Lastly, it should be reiterated that God is above reproach and was under no obligation to 'come down and suffer'. Human beings would still be guilty in their sins and would be rightly condemned by God, and their appeals to their sufferings (or any other appeal for that matter) would not relieve them of their guilt. However, by His own sovereign and good will, God chose to take on human flesh and participate in the sufferings of man. And, His unique suffering was more horrific, more dreadful, and more severe than anything any human has ever suffered or could ever come close to suffering.
George Eldon Ladd rightly explains how evil can only be removed by the triune God:
Evil is not merely absence of the good, nor is it a stage in man's upward development; it is a terrible enemy of human well-being and will never be outgrown or abandoned until God has mightily intervened to purge evil from the earth.8
Although the ultimate origin of evil escapes us, the ultimate answer lies in the sovereignty and justice of the triune God of the Bible. We can rest in that truth. Justification by faith in Jesus Christ rescues humans from the ravaging effects of evil, such as the Haitian earthquake. Upon entrance into the glorious state, Christians are fully released from this age of evil, and are guaranteed participation in the eschatological eradication of all unrighteousness in the new heavens and the new earth.
Henri Blocher eloquently expresses how God has defeated evil:
Evil is conquered as evil because God turns it back upon itself. He makes the supreme crime, the murder of the only righteous person, the very operation that abolishes sin. The manoeuvre is utterly unprecedented. No more complete victory could be imagined. God responds in the indirect way that is perfectly suited to the ambiguity of evil. He traps the deceiver in his own wiles...God's answer is evil turned back upon itself, conquered by the ultimate degree of love in the fulfillment of justice.9
While we pray for the Haitian people and tend to their immense needs, ministers of the Gospel must share Jesus Christ with them so they will know eternal life. We want them to become our brothers and sisters, so they too will long for that Day when Jesus returns and completes His annihilation of all evil. It will be a glorious Day, indeed.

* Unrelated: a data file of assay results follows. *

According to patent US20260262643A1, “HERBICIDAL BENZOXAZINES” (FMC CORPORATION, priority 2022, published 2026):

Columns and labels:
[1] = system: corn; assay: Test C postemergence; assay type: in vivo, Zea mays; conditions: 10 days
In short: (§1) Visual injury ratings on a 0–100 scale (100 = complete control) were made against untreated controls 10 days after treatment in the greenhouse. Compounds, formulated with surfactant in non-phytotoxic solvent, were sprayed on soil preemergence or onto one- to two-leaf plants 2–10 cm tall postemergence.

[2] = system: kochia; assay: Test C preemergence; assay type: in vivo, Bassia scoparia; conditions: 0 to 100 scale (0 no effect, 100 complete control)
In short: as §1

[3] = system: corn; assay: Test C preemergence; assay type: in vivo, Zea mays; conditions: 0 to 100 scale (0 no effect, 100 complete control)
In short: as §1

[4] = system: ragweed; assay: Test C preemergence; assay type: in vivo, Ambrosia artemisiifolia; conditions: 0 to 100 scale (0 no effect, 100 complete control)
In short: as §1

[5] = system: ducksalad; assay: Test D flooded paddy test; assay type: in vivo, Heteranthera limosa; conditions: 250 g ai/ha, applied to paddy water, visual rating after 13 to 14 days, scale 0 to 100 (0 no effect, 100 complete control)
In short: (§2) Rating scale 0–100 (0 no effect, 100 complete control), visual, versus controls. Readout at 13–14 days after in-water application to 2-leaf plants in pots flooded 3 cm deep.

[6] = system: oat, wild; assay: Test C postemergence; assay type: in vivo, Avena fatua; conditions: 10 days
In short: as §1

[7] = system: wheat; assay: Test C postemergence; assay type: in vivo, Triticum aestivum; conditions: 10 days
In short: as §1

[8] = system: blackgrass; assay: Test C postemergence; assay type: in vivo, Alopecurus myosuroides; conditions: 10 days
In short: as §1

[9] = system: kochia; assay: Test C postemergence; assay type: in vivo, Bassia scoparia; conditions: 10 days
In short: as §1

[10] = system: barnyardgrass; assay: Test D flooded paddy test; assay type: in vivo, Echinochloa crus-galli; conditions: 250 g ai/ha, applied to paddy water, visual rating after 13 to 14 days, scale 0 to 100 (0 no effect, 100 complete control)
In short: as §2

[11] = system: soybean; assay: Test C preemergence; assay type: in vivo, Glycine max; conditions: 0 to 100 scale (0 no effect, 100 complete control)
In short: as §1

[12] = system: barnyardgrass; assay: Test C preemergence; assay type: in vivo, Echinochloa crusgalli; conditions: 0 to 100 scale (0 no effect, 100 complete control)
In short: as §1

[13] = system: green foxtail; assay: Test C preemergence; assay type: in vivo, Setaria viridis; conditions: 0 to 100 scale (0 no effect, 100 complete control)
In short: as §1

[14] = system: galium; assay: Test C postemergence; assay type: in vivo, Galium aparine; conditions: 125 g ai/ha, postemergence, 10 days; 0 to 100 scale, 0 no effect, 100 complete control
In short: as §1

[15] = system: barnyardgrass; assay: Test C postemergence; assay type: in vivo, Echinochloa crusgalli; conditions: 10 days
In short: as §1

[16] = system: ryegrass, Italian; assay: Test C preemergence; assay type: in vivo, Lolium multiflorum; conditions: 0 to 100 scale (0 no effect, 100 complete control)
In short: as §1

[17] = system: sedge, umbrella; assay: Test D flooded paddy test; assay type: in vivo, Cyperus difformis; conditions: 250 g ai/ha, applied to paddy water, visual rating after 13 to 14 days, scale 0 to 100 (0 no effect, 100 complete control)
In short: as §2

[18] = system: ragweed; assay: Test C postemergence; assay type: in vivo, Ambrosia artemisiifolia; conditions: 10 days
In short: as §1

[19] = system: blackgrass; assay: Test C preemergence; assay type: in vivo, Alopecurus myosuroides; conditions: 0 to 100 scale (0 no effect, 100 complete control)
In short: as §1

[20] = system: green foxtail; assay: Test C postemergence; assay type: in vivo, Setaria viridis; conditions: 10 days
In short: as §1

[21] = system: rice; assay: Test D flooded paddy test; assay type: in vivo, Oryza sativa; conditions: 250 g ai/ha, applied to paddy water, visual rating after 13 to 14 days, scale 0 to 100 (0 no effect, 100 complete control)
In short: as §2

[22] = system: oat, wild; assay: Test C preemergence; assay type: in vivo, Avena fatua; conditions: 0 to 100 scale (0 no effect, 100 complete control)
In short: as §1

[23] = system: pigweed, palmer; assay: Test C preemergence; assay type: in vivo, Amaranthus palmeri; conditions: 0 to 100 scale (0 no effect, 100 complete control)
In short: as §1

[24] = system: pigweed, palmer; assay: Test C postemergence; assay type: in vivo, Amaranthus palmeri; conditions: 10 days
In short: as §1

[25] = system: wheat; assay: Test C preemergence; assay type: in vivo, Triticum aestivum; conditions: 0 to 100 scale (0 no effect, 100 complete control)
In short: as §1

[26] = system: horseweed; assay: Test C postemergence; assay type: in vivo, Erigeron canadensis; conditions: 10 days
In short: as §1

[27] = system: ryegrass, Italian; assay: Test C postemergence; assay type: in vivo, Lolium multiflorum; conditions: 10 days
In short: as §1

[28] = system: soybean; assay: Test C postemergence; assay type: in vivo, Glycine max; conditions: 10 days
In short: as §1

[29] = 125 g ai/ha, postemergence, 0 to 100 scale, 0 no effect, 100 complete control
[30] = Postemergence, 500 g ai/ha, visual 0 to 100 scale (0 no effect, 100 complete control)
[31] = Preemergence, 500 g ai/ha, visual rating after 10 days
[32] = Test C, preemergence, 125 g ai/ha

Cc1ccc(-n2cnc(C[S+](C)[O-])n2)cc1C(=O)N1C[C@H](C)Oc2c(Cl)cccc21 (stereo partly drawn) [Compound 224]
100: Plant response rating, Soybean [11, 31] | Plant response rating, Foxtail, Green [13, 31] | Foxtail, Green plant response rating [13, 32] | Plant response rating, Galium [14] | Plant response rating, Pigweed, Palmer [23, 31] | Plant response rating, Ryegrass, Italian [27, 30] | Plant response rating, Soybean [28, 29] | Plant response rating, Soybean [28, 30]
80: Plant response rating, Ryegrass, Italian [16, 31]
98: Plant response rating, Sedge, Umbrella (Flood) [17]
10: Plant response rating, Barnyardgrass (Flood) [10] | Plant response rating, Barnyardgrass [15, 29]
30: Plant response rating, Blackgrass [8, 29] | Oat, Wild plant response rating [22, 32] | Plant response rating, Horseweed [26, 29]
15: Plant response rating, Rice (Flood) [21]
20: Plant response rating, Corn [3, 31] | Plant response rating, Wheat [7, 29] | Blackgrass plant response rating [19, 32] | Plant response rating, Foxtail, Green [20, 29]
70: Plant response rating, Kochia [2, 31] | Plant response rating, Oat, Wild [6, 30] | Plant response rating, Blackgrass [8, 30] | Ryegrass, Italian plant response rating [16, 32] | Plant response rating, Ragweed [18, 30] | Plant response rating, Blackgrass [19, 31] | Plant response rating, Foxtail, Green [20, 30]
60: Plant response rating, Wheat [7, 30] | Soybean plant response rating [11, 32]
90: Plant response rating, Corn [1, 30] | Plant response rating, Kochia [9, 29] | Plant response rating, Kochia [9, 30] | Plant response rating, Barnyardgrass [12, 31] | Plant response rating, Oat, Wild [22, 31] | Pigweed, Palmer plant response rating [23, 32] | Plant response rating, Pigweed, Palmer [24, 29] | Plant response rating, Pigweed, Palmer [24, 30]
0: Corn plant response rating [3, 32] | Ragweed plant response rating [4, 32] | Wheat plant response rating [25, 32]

Come Lord Jesus, and come quickly...
A more detailed discussion and interaction with objections to God's existence in the midst of tragedy can be found in this excellent pamphlet in PDF: Where Was God on September 11th?, by John Blanchard. It is an excellent theological and apologetic piece that you can print off and give to non-Christians who are sincerely seeking answers. (Blanchard September_11.pdf (107.76 kb))
Further in depth articles:
"Lost" Without Genesis by Ken Ham
Why Does God's Creation Include Death and Suffering? by Tommy Mitchell
To Whom Shall We Go? by Dr. David Garner
The Doctrine of God and the Philosophical Problem of Evil by Henry B. Smith Jr.
The Moral Argument for the God of the Bible by Henry B. Smith Jr.
1. For a detailed exposition of Romans 8:19-23, see my PDF article: Cosmic and Universal Death from Adam's Fall: An Exegesis of Romans 8:19-23a.
2. For a detailed exposition of how all humanity participated in Adam's rebellion against God's direct and clear divine command with respect to the tree of the knowledge of good and evil, see: John Murray, The Imputation of Adam's Sin, (Phillipsburg, NJ: P&R Publishing, 1977).
3. C. S. Lewis, The Problem of Pain, (New York: Harper Collins, 1940), 3.
4. Masie Ward, Gilbert Keith Chesterton (London: Sheed & Ward, 1944), 48.
5. Cornelius Van Til, The Defense of the Faith: Fourth Edition, ed. K. Scott Oliphint (Phillipsburg, NJ: P&R Publishing, 2008), 188, 191. For an excellent exegetical exposition of the doctrine of common grace, see: John Murray, The Collected Writings of John Murray: Volume II (Carlisle, PA: The Banner of Truth of Trust, 1977), 96. Murray cites the following Scriptures to support the doctrine of common grace: Gen. 3:22-23; 4:15; 6:3; 20:6; II Kings 19:27-8; I Peter 3:20; Romans 2:4; 13:3-4; Acts 14:16-17; 17:30; Psalm 65:5-13; 104; 136:25; 145:9,15-16; Matthew 5:44-45; I Peter 2:14; I Timothy 2:1-2.
5b. To Whom Shall We Go? David Garner,2009. Westminster Theological Seminary.
6. Lewis, 116.
7. Wayne Grudem, Systematic Theology, (Grand Rapids, MI: Zondervan, 1994), 575.
8. George Eldon Ladd, The Presence of the Future, (Grand Rapids, MI: Eerdmans Publishing, 1974), 333.
9. Henri Blocher, Evil and the Cross (Grand Rapids, MI: Kregel Publications, 1994), 132-3.
Henry B. Smith Jr. currently serves as the Director of Development for the Associates for Biblical Research. In 1992, he graduated with a B.A. in Economics from Rutgers University in New Brunswick, NJ. With a 13 year business background, he also earned an M.A. in Theology with an emphasis in apologetics from Trinity Seminary in Indiana in 2005. He is currently enrolled in the M.A.R. program at Westminster Theological Seminary, Philadelphia, PA.